And if you need more convincing, join me in line for some tickets to Hamilton, you won’t be disappointed(seriously if you know how to get reasonable tickets you know how to contact me).

“I consider civil liberty, in a genuine unadulterated sense, as the greatest of terrestrial blessings. I am convinced, that the whole human race is intitled(entitled) to it; and, that it can be wrested from no part of them, without the blackest and most aggravated guilt.”- Alexander Hamilton

*Authors note*- Should Mr. Miranda see this, congrats on the Grammy, call me for unlimited praise and begging for interviews. Your PR man is too good at polite declines.

**Update- And your UNREAL number of Tony nominations and wins!! [See Appendix below].

Source: Social Justice Solution Online Site – posted February 23, 2016; retrieved December 30, 2018 from: http://www.socialjusticesolutions.org/2016/02/23/history-has-its-eyes-on-us-lessons-from-hamilton-the-musical/


VIDEO – 70th Annual Tony Awards ‘Hamilton’ History has its eyes and Yorktown – https://youtu.be/5upLudfimso

Undercover Celebs

Published on Nov 4, 2016 – 70th Annual Tony Awards ‘Hamilton’ History has its eyes and Yorktown by the cast of Hamilton at the 2016 Tony Awards where the musical won 11 awards.

The prime directive of the Go Lean book is to empower, elevate and facilitate a better Caribbean society. We want to be able to thrive right here at home – to prosper where planted – thus lowering the motivations to emigrate. In fact, the declarative statements of the prime directive are as follows:

Puerto Rican descendant Lin-Manuel Miranda, the creator, writer and original cast member as Alexander Hamilton is well-known for his advocacy for the Caribbean region in general and Puerto Rico in particular. He accomplishes his mission to effect change in the American eco-system through music/song and entertainment. The book Go Lean…Caribbean strives to accomplish its mission with the introduction and implementation of the technocratic Caribbean Union Trade Federation (CU). Lin-Manuel Miranda is hereby recognized as a role model that the Caribbean can emulate. He has provided a successful track record of forging change, overcoming incredible odds, managing crises to successful conclusions and rebooting failing institutions. See these previous blog-commentaries that detailed his accomplishments:

http://www.goleancaribbean.com/blog/?p=14101 Wait, ‘We Are The World’
In September 2017, Hurricane Maria devastated several Caribbean member-states; Puerto Rico was gravely impacted. In the mode of ‘We Are The World‘, many artists – led by Lin-Manuel Miranda – assembled and recorded a song to aid Puerto Rico, entitled ‘Almost Like Praying‘ by Artists for Puerto Rico.
http://www.goleancaribbean.com/blog/?p=7963 ‘Like a Good Neighbor’ – Being there for Puerto Rico
he US Territory of Puerto Rico needs a Good Neighbor right now. They do not need State Farm; they need the US Government to change the laws to allow them to re-structure their heavy debt “load”. In effect, this community is in crisis, facing financial disaster and needs a helping hand. Lin-Manuel Miranda was on a mission to help Puerto Rico by getting Congress to change Bankruptcy Laws to apply to PR again.

Mr. Miranda has now retired from performing in Hamilton

… but atlas, he will reprise his role for the highly acclaimed Puerto Rico run in January 2019. See more on that story here:

Title: Puerto Rico Engagement of HamiltonStarring Lin-Manuel Miranda, Will Sell $10 Tickets Through Lottery and Rush

Sub-title: Over 10,000 tickets will be released through the popular #Ham4Ham initiative, exclusively to island residents.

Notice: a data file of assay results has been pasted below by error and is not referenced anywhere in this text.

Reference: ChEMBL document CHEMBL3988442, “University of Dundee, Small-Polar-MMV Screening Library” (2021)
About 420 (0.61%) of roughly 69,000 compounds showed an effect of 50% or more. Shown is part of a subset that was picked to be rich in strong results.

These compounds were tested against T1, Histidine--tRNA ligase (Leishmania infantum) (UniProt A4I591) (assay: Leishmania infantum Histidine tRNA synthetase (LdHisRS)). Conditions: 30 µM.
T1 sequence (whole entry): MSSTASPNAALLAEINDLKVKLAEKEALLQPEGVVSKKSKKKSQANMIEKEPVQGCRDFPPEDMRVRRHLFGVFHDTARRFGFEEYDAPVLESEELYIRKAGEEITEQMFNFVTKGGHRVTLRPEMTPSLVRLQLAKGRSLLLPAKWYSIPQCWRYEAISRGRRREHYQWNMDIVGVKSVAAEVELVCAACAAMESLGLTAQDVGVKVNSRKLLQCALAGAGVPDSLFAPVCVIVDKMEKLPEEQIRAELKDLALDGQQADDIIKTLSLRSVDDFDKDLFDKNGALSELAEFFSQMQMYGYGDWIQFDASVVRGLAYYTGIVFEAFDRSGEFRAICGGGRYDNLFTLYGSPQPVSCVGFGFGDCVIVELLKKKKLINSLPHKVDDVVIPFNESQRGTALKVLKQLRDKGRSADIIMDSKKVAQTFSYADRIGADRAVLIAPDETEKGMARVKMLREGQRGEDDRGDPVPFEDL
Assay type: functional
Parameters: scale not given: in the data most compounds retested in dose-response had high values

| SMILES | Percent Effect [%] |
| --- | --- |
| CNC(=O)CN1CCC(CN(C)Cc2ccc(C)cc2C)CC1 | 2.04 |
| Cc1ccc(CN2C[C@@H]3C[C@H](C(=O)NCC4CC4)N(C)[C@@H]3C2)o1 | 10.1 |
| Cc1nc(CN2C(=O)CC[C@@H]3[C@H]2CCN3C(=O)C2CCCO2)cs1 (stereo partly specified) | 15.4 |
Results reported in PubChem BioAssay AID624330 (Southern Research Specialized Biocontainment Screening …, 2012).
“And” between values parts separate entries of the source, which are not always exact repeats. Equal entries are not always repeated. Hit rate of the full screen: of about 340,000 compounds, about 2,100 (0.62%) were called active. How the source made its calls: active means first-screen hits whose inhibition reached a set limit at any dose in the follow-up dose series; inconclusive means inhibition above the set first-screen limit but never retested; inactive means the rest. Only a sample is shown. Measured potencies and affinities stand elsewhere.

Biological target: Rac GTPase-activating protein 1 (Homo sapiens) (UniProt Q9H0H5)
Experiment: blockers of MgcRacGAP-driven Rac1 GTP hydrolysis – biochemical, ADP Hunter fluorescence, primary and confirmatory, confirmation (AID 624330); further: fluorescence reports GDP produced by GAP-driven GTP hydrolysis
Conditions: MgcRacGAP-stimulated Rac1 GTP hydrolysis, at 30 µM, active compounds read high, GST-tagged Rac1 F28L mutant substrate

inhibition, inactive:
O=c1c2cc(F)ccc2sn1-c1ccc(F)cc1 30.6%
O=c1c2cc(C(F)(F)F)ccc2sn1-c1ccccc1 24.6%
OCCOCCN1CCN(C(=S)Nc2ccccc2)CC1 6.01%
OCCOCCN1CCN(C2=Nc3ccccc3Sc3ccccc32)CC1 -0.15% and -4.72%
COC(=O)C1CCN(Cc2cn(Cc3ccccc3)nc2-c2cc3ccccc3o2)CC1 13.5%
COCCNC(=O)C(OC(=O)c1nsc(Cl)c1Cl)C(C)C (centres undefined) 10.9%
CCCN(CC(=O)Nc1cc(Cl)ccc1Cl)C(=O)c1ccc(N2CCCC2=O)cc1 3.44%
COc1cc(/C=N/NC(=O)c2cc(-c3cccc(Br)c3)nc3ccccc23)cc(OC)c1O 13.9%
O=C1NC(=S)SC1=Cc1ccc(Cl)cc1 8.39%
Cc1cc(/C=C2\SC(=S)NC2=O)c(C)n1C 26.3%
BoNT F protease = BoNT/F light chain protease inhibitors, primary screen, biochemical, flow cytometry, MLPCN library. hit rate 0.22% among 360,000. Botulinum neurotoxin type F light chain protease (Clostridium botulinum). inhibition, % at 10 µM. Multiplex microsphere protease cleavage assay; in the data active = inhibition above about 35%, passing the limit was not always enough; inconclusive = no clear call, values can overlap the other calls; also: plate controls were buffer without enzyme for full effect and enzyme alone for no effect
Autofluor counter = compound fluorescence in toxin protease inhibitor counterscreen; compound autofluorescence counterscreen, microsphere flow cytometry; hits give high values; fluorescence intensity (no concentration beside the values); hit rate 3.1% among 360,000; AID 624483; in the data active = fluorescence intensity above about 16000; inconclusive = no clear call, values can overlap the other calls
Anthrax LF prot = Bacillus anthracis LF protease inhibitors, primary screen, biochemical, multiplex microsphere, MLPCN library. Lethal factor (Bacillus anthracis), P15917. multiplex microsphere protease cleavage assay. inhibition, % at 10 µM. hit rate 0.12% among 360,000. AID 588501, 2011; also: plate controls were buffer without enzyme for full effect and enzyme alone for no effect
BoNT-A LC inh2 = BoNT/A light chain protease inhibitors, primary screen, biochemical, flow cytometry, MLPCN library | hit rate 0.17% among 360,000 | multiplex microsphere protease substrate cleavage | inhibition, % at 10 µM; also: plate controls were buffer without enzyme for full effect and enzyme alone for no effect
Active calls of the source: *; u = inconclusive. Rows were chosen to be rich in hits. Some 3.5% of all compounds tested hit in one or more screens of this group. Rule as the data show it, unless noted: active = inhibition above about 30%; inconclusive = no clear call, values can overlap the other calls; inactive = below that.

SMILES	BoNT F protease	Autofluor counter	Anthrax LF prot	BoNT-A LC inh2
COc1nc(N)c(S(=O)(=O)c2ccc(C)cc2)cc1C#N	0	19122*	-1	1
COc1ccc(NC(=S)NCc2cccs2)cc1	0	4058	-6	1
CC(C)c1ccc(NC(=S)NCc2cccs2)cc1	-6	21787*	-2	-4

The upcoming Puerto Rico premiere of Hamilton, in which Tony- and Pulitzer-winning creator Lin-Manuel Miranda will reprise his performance in the title role, will offer island residents a chance to purchase tickets priced at ten dollars.

As previously reported, the blockbuster musical will play San Juan’s Teatro UPR at the University of Puerto Rico (Río Piedras Campus) January 8 through January 27, 2019, before the company (sans Miranda) embarks on a third national tour. Additional casting will be announced at a later date.

A total of 10,000 tickets will be sold at the low price in Puerto Rico as an extension of the blockbuster musical’s popular #Ham4Ham initiative, with 1,000 going to college students (with valid ID) for the January 9 matinee. All remaining tickets for that performance and two subsequent Wednesday matinees will be sold for $10 via digital lottery. Over 200 tickets will be sold to residents via lotto for all other performances.

“Bringing [Hamilton] to Puerto Rico is a dream that I’ve had since we first opened at The Public Theater in 2015,” Miranda said at the time of the initial announcement. “When I last visited the island, a few weeks before Hurricane Maria, I had made a commitment to not only bring the show to Puerto Rico, but also return again to the title role. In the aftermath of Maria we decided to expedite the announcement of the project to send a bold message that Puerto Rico will recover and be back in business, stronger than ever.”

Source: PlayBill Magazine – Posted August 28, 2018; retrieved January 2, 2018 from http://www.playbill.com/article/puerto-rico-engagement-of-hamilton-starring-lin-manuel-miranda-will-sell-10-tickets-through-lottery-and-rush

In the CU/Go Lean roadmap to change the Caribbean, music and theater gets it’s due respect. This point is detailed in the  Declaration of Interdependence at the outset of the book, pronouncing this need for regional solutions (Page 14):

xxxii. Whereas the cultural arts and music of the region are germane to the quality of Caribbean life, and the international appreciation of Caribbean life, the Federation must implement the support systems to teach, encourage, incentivize, monetize and promote the related industries for arts and music in domestic and foreign markets. These endeavors will make the Caribbean a better place to live, work and play.